On Friday 5th March 2021, thi wurd hosted an online literary event, paying tribute to Ali Smith’s short story ‘Free Love’. There were readings and performances of original works by 36 writers, inspired directly or loosely by the original story. The pieces are brief, written quickly to be performed on the night. All use Amsterdam as a setting.
Most of the writers who took part are current or former members of writing fiction groups run by thi wurd. Some are part of thi wurd team.
The works below are not presented as ‘published work’ but as works-in-progress – a small representation of a live event.
- Old Ground – Rachel Carmichael
- Amsterdam – Jennifer Baker
- The Price of Love – Wayne Connolly
- Omafiet – Marie McQuade
- Movement – Craig Angus
- In Amsterdam – Ryan J Smith
- Sometimes you just wonder why, don’t you? – Gillian Mayes
Old Ground – Rachel Carmichael
You used to enjoy hearing the story. You would say to her, Tell me again about Suzy. Everything, don’t leave anything out.
Now she’s telling you, We don’t have to go there.
You don’t think she means it, so you say, We may as well now we’re here.
There was a Mexican place round the corner, she says. We can go there after. See if it still does that chocolate chicken mole.
You say, That sounds a bit rich.
You leave the Rijksmuseum, on hired bicycles. You ride behind her, waiting at junctions next to people with uncomplicated destinations. Her pedalling strikes you as more urgent than this morning.
You stop outside a building in a narrow street and she points to a window on the third floor.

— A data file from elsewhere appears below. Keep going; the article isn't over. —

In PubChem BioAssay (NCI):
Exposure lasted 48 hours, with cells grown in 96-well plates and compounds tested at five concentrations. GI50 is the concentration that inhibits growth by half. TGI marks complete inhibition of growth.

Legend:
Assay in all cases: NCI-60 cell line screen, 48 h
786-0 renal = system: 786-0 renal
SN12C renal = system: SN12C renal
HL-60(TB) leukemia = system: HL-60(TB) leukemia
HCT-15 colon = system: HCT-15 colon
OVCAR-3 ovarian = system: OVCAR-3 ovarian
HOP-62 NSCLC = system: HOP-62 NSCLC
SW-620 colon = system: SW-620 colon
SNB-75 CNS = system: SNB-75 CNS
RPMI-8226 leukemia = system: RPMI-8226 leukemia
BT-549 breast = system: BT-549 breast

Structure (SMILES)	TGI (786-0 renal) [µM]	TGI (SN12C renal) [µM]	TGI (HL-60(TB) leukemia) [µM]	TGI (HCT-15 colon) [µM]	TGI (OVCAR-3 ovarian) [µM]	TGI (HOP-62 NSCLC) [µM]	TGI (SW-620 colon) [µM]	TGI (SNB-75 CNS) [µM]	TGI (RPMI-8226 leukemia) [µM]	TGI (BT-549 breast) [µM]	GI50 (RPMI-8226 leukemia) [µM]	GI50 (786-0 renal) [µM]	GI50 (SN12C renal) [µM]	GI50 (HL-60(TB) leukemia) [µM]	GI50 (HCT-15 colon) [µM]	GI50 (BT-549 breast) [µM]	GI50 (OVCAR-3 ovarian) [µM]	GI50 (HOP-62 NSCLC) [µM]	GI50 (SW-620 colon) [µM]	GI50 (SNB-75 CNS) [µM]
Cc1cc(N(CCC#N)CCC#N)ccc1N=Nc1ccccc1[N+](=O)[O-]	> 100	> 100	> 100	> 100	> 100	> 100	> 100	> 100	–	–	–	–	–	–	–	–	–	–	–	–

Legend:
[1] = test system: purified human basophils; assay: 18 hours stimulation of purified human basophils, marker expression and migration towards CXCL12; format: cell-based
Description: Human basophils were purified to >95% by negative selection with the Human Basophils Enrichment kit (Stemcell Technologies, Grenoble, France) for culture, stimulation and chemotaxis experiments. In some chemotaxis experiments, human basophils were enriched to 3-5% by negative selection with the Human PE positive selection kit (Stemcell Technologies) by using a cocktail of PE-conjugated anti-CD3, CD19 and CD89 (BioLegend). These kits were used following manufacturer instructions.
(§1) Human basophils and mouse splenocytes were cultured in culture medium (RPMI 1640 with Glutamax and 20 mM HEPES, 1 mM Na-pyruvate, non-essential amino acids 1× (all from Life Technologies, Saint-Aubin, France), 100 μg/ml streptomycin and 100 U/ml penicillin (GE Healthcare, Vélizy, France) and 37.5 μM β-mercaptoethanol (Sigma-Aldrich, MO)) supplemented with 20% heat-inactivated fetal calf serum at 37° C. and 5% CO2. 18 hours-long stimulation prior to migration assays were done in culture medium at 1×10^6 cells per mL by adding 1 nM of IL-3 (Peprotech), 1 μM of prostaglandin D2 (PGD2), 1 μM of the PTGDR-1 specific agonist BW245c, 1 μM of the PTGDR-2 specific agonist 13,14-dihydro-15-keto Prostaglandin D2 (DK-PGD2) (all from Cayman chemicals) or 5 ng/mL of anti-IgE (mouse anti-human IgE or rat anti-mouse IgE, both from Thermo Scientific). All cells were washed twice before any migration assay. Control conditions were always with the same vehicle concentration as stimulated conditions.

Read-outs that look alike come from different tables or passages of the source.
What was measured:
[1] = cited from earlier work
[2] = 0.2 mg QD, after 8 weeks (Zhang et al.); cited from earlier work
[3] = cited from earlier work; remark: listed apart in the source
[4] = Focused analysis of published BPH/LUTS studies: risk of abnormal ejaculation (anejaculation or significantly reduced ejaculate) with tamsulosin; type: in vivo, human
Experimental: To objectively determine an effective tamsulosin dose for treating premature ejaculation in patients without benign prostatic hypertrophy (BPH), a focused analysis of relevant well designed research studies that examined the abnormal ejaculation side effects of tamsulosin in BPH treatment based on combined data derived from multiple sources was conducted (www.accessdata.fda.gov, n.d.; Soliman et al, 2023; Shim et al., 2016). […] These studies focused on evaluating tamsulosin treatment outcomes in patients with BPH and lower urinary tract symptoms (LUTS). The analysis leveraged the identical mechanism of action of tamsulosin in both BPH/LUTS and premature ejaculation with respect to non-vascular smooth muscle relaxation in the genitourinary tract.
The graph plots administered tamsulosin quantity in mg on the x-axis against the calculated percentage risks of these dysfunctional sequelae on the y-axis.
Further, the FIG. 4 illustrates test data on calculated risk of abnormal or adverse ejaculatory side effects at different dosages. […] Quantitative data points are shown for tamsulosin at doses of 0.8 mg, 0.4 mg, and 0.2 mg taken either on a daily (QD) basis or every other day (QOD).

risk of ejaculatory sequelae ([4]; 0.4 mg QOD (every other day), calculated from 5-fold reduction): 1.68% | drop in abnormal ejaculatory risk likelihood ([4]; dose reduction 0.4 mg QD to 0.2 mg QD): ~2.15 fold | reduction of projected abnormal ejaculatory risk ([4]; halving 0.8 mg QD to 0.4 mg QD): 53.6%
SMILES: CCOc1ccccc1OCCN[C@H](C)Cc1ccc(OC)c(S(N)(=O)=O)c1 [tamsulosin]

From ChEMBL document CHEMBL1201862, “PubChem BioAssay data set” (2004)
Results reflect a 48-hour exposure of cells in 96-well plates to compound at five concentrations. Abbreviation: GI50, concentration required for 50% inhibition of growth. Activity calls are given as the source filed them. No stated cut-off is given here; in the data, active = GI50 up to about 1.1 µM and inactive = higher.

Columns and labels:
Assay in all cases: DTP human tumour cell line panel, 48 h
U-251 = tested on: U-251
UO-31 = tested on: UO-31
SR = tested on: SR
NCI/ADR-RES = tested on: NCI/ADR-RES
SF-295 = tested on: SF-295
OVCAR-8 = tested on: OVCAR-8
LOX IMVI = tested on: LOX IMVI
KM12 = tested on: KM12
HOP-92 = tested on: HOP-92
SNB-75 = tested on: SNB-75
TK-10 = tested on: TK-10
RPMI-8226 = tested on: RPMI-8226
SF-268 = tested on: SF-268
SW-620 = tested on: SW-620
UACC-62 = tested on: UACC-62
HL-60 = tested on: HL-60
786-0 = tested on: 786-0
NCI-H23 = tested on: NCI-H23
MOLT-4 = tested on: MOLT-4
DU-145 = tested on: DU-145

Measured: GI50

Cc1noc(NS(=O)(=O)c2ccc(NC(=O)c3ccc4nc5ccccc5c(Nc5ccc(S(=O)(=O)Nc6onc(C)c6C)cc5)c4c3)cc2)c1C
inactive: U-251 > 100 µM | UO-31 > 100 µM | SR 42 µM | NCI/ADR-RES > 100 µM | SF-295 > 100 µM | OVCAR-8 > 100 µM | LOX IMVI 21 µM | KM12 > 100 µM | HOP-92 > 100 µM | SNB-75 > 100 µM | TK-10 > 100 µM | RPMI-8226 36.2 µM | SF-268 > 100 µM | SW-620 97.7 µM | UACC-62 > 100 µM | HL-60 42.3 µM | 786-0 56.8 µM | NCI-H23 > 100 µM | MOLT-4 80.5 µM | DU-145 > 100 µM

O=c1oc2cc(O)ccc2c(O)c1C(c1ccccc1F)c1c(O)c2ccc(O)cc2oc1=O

You call up the Suzy of your imagination. You don’t want her to look that way any more. You don’t know if you want her to look attractive. She must have had a hard life in her line of work. She might not be recognisable.
You have both stopped thinking about each other.
Then she says, Tattoo studio. She’s gone.
The handwritten cards she told you about have been replaced with a metal panel with printed names. No-one is on display in the windows, just blinds and some rainbow flags.
You take her hand and say, Let’s go somewhere you’ve never been before.
Amsterdam – Jennifer Baker
“Right – it’s all booked, you’re going to spend your 50th birthday in Amsterdam.” He looked delighted. “A weekend break.”
And that’s how we came to be sitting in a hotel bar not far from the red light district with him getting drunk, his face flushed and sweaty. We’d had a stroll around. It was disappointing. No longer the erotic seediness that I remembered but instead hefty tourism. Google it. You can book a guided tour for heaven’s sake.
I was last there when I was eighteen. Jesus – that was an awakening. Sex with two women in one holiday. It didn’t last like that. Marriage to a man was de rigour if you wanted to continue relationships with friends and family. I chose a nice doctor ten years older than me, had the required number of children but, truth to tell, often fantasised both in bed and out of it about soft round bodies and sexual equality. It was only fantasy.
He pushed himself up from the chair, “I’m going on up, you coming?” His words were slurred.